[here] <>

Regular expressions are now first-class entities.

  This should be familiar to anyone used to working with Javascript's
  regular expression. So, now, instead of doing:

  │ string.match(pattern="\\d+", s)

  You will now do:

  │ r/\d+/.test(s)

  There's a detailed description of this new feature [here].


Vim now highlights types, feedback welcome


Maëlan announced

  [A patch] just made its way to [the community-maintained Vim files for
  OCaml] (not propagated to the [official Vim distribution], yet), that
  tries to highlight types. IMHO the patch is large and hacky so you may
  want to try it cautiously, and *feedback would be appreciated*. :-)

  The former behavior was to highlight identifiers that happened to be
  the name of a builtin type (such as `int' or `list'), regardless of
  where they appeared. Now, in principle, all type expressions can be
  highlighted, and be so only when in a type context. By default, only
  builtin types are highlighted, but you can unleash the full power of
  the new linter:

  │ " put this in ~/.vim/after/syntax/ocaml.vim for instance:
  │ hi link ocamlTypeConstr   Type
  │ hi link ocamlTypeBuiltin  Type
  │ hi link ocamlTypeVar      Type
  │ hi link ocamlTypeAnyVar   Type

  or fancier (if you like excess :rainbow:):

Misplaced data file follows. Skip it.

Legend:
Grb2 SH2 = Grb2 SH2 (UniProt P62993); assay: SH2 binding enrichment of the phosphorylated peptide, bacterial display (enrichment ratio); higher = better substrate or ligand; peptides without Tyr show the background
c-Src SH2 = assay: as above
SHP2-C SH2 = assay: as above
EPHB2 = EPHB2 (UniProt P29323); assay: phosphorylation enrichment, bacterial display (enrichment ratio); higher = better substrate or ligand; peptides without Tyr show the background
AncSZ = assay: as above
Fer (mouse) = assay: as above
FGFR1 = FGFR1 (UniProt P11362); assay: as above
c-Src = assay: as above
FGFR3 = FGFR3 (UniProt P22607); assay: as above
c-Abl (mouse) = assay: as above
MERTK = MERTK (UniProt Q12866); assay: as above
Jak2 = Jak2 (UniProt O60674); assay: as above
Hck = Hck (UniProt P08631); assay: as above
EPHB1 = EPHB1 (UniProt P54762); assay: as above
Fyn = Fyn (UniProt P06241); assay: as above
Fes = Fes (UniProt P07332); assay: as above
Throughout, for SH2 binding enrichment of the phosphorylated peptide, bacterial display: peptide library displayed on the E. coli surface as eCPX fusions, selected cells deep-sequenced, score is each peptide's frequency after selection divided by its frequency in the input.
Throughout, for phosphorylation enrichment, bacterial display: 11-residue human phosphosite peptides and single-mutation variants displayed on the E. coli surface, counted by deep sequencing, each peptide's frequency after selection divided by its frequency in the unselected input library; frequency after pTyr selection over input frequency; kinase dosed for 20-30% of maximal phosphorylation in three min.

│ " 112 = light green (the color of the “Type“ hl group with my theme)
  │ hi ocamlTypeConstr       ctermfg=112
  │ hi ocamlTypeBuiltin      ctermfg=112 cterm=bold
  │ hi ocamlTypeVar          ctermfg=112 cterm=italic
  │ hi ocamlTypeAnyVar       ctermfg=112 cterm=bold

  Even if you don’t care about highlighting types, allowing the linter
  to discriminate between types and exceptions has some tangential

[A patch] <>

[the community-maintained Vim files for OCaml]

[official Vim distribution]

Other OCaml News

From the blog

  Here are links from many OCaml blogs aggregated at [the

  • [Faster Incremental Builds with Dune 3]

[the blog] <>

[Faster Incremental Builds with Dune 3]


  If you happen to miss a CWN, you can [send me a message] and I'll mail
  it to you, or go take a look at [the archive] or the [RSS feed of the

  If you also wish to receive it every week by mail, you may subscribe

  [Alan Schmitt]

[send me a message] <>

[the archive] <>

[RSS feed of the archives] <>

[online] <>

[Alan Schmitt] <>